By Pravit Rojanaphruk
The Asean Intergovernmental Commission on Human Rights (AICHR), created in 2009, has largely failed to promote and protect human rights in the region in any meaningful way, many delegates to a civil society workshop in Jakarta have concluded.
The meeting, on strengthening AICHR's mandate on protection, was organised by a number of NGOs.
Problems with the commission included serious allegations that AICHR was becoming a shield for Asean to deflect world scrutiny from its troubling human rights record.
Other criticism ranged from most Asean government's choosing their own conservative people to be AICHR representatives, and the lack of a secretariat and budget.
While some believed AICHR should be done away with altogether to spend time on something more concrete, others said the nascent body should be given time to evolve in a positive manner.
In 2014, said Rafendi Djamin, Indonesia's representative and chair of AICHR, speaking as a national representative, the Terms of Reference of AICHR would be reviewed in order to strengthen the mandate to protect and promote human rights.
In the meantime, Djamin admitted many flaws existed. First, he said some national representatives to AICHR don't want to meet with civil society organisations - except those they think like them. Djamin said only he and Thailand's representative Sripapha Petchmesri had been trying to make AICHR more effective and credible.
"Until now, AICHR has never [held a] conference. Why? I cannot impose on AICHR members to meet the media [and will] leave it for others to judge."
Some states, said Djamin, do not want to hear AICHR use the term "female domestic workers" and insisted that AICHR look at them as part of a larger vulnerable group in order not to call attention to the issue.
Cambodia's NGO activist Nay Vanda alleged that in Malaysia, woman migrant workers from Cambodia are being "raped and forced to use drugs". Meanwhile, the human rights situation in Cambodia, according to Vanda, is such that the state "doesn't allow [people] to express their pain and sufferings", adding an ominous note that "I don't know if I can talk forever".
Singaporean political activist Sinapan Sammydorai from Think Centre said although freedom of expression is guaranteed by the Singaporean charter, the reality is different.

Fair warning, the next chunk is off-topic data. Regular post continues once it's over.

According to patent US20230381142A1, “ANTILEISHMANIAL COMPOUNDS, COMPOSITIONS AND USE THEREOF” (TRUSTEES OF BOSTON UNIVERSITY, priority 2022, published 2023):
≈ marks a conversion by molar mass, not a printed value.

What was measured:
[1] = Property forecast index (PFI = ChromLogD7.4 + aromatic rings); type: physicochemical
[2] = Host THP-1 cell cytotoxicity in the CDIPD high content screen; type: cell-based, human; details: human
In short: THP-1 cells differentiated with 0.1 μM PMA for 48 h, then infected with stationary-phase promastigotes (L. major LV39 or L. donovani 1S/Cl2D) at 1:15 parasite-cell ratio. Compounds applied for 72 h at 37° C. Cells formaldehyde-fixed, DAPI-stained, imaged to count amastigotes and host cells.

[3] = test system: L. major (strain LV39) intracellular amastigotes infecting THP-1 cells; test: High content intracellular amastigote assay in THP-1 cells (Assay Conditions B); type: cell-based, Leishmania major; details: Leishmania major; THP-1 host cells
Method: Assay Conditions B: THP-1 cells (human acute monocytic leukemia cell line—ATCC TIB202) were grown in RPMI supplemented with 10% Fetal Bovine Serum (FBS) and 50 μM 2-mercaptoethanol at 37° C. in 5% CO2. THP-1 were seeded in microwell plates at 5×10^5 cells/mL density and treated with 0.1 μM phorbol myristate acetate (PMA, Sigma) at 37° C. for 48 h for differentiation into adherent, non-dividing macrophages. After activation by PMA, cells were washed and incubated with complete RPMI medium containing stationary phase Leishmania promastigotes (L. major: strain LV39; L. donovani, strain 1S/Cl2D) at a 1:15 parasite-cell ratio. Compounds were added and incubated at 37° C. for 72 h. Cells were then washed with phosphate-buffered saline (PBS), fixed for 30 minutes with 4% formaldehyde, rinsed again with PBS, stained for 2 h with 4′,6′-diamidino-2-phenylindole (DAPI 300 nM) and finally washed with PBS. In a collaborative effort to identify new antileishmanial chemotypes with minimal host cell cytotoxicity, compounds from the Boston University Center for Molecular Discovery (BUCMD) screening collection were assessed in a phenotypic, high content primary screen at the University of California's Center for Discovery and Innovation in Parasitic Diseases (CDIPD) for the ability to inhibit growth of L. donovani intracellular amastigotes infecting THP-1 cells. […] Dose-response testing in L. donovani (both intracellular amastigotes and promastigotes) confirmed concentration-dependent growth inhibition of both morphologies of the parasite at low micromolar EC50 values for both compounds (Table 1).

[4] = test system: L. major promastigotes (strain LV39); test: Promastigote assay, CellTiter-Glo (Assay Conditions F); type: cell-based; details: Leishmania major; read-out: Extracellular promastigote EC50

Sammydorai said a single person staging a protest in Singapore would be arrested. On the issue of foreign "maids", they are automatically expelled if found pregnant. "These are maids," he said, making a distinction between the word and that of 'domestic helpers'.
"They don't have a right to a day off, [people insist] they'll get pregnant [if given a day off]."
He also argued that when information about the Singaporean government becomes truly transparent, people will one day know where the corruption is.
In a larger context, Sammydorai recalled a statistic which stated that only 56 per cent of Asean workers are employed in the formal sector and thus have little or no job and social security, a "disgraceful" fact.
A Filipino participant expressed hope that some representatives to AICHR would change: "They are going to be tired of being window dressers for Asean. I am waiting for the time that AICHR representatives can recommend real recommendations."
Speakers said suggestions about AICHR's reform has become a small industry, complete with meetings and jargon incomprehensible to most educated people outside the circle. And there's no sign that it would end or change anytime soon.
Boonthan Veerawongse, from the Thai Working Group for Asean Human Rights Mechanism, suggested that a secretariat be created somewhere and that AICHR representatives not be under the authority of the Ministry of Foreign Affairs.
Then some workshop participants went off to yet another international meeting on the issue, at yet another nice hotel located in Jakarta.